In this course, we unpack this complexity in order to understand the changing role of Africa in the global economy, the kind of future trajectories we are likely to experience, and the potential, limits and effects of different kinds of value chain development interventions and industrial policy. Each session will include a lecture, group discussion and hands-on work on a project or assignment directly related to the theme of the session – this can include simulations, role-play and/or problem-solving exercises.


Description of the teaching methods
The course is structured to combine theory and practice seamlessly in each section. It covers theories of global value chain governance and upgrading and combines them with practical and case study-oriented dialogue and discussion. Each session will combine lectures, group discussion and simulation exercises. Attention is paid to developing students’ ability to consider a variety of options and devise solutions to the complex dilemmas that are faced in the operation of global value chains in Africa, in policy design, and in the workings of development projects based on value chain interventions. These competences will be useful for future work placements in international business operations in/from Africa; in local or international NGOs involved in private-public partnerships for value chain development (which are very popular currently); in development and value chain consulting; and in international organizations, government departments and bilateral aid agencies.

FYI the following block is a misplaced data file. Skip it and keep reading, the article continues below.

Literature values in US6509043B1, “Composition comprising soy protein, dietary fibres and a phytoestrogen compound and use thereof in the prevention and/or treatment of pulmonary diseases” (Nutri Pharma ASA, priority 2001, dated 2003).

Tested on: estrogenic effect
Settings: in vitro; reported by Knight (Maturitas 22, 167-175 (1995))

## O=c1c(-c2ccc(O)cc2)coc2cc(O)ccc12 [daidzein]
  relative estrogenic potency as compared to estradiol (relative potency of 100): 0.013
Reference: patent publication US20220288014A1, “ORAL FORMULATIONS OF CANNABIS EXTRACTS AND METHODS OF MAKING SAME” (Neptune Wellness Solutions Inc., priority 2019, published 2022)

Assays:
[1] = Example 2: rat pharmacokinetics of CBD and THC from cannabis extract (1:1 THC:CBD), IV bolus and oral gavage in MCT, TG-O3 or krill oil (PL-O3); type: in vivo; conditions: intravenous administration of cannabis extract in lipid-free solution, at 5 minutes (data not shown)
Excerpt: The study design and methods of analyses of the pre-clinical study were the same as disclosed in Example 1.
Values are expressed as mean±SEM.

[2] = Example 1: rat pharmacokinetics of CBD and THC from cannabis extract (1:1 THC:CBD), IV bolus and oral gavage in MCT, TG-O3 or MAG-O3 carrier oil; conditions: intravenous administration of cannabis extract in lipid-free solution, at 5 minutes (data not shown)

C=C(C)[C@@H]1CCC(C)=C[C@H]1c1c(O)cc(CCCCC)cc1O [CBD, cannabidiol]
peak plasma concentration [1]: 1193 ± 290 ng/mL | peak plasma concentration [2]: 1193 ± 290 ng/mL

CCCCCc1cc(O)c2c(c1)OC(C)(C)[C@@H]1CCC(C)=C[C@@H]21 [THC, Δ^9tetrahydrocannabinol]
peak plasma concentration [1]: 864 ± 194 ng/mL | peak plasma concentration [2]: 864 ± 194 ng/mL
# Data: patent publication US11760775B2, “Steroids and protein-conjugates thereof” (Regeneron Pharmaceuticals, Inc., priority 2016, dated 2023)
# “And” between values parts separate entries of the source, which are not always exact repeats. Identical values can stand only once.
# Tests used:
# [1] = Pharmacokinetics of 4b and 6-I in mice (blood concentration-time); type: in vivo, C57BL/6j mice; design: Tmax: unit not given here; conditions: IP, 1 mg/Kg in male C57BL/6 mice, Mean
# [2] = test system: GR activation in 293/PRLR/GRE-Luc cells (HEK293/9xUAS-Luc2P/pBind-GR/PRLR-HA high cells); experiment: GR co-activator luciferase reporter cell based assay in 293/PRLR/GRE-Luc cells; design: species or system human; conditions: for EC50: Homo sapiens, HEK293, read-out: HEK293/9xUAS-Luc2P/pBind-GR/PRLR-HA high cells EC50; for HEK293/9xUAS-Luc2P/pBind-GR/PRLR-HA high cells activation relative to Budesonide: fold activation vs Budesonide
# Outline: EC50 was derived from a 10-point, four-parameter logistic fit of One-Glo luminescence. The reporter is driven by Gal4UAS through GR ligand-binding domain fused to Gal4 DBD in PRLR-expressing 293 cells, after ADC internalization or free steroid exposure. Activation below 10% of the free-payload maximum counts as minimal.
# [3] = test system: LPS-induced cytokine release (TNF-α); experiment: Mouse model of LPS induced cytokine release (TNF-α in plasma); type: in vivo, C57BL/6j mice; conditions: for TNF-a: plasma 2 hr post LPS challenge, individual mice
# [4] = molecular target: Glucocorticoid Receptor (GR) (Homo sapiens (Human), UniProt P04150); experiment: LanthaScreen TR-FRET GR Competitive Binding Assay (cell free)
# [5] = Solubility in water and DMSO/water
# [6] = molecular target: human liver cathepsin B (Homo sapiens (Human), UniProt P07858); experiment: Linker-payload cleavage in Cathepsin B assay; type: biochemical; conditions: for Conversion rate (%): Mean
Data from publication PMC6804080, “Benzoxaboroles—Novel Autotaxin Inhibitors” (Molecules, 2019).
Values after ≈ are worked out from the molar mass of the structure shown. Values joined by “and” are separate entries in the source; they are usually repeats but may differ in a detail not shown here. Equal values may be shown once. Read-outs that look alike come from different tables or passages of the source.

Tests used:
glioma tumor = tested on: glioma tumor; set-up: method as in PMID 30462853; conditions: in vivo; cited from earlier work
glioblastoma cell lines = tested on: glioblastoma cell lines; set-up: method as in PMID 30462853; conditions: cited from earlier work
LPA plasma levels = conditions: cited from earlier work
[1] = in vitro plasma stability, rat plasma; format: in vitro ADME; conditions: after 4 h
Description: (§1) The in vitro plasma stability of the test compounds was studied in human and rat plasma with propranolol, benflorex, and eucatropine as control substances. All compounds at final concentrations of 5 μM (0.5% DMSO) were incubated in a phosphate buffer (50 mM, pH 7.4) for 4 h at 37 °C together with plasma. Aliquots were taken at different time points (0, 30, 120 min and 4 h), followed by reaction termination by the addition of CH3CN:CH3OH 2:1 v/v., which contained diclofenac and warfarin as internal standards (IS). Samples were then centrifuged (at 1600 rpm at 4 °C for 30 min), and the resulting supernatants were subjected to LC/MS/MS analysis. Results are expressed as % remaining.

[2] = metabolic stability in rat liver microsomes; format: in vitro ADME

Feedback during the teaching period
The main way for students to obtain feedback on their readings and work for this course is through active participation in class. Students are expected to attend lectures and classes, to come prepared and participate actively. Specific guidance on the exam content and form will be provided in the last session. Students are also encouraged to seek individual or group feedback during regular consultation hours.
Student workload
Lectures 30 hours
Exam 77 hours
Preparation 123 hours
Expected literature




Other readings will be available online through the CBS Library or direct link. 

Last updated on 15/05/2019